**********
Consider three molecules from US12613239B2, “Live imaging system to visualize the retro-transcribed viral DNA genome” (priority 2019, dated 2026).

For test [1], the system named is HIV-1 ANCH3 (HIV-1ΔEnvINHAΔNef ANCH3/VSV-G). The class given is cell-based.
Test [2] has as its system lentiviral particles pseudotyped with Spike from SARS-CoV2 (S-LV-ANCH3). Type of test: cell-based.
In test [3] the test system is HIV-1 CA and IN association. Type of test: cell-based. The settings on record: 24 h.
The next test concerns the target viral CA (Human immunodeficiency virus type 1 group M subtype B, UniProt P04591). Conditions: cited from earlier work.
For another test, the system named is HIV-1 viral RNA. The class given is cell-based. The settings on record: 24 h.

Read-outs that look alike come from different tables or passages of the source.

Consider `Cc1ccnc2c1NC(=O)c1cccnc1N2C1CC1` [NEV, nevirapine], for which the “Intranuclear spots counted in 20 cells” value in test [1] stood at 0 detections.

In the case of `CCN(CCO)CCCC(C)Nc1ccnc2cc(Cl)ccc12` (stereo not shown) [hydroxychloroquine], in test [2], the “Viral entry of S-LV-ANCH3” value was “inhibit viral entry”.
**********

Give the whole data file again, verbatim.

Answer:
Consider three molecules from US12613239B2, “Live imaging system to visualize the retro-transcribed viral DNA genome” (priority 2019, dated 2026).

For test [1], the system named is HIV-1 ANCH3 (HIV-1ΔEnvINHAΔNef ANCH3/VSV-G). The class given is cell-based.
Test [2] has as its system lentiviral particles pseudotyped with Spike from SARS-CoV2 (S-LV-ANCH3). Type of test: cell-based.
In test [3] the test system is HIV-1 CA and IN association. Type of test: cell-based. The settings on record: 24 h.
The next test concerns the target viral CA (Human immunodeficiency virus type 1 group M subtype B, UniProt P04591). Conditions: cited from earlier work.
For another test, the system named is HIV-1 viral RNA. The class given is cell-based. The settings on record: 24 h.

Read-outs that look alike come from different tables or passages of the source.

Consider `Cc1ccnc2c1NC(=O)c1cccnc1N2C1CC1` [NEV, nevirapine], for which the “Intranuclear spots counted in 20 cells” value in test [1] stood at 0 detections.

In the case of `CCN(CCO)CCCC(C)Nc1ccnc2cc(Cl)ccc12` (stereo not shown) [hydroxychloroquine], in test [2], the “Viral entry of S-LV-ANCH3” value was “inhibit viral entry”.